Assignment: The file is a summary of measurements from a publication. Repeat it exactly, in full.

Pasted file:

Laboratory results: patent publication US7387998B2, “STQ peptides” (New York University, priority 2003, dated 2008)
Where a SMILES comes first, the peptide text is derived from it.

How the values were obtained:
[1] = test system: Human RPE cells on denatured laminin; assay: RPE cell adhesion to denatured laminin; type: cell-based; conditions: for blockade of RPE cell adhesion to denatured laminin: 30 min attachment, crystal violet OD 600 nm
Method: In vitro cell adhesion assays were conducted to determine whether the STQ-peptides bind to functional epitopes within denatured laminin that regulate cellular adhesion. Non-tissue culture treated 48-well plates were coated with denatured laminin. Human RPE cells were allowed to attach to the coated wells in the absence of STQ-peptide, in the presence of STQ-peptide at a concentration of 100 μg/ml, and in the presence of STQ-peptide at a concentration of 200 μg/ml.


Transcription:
Laboratory results: patent publication US7387998B2, “STQ peptides” (New York University, priority 2003, dated 2008)
Where a SMILES comes first, the peptide text is derived from it.

How the values were obtained:
[1] = test system: Human RPE cells on denatured laminin; assay: RPE cell adhesion to denatured laminin; type: cell-based; conditions: for blockade of RPE cell adhesion to denatured laminin: 30 min attachment, crystal violet OD 600 nm
Method: In vitro cell adhesion assays were conducted to determine whether the STQ-peptides bind to functional epitopes within denatured laminin that regulate cellular adhesion. Non-tissue culture treated 48-well plates were coated with denatured laminin. Human RPE cells were allowed to attach to the coated wells in the absence of STQ-peptide, in the presence of STQ-peptide at a concentration of 100 μg/ml, and in the presence of STQ-peptide at a concentration of 200 μg/ml.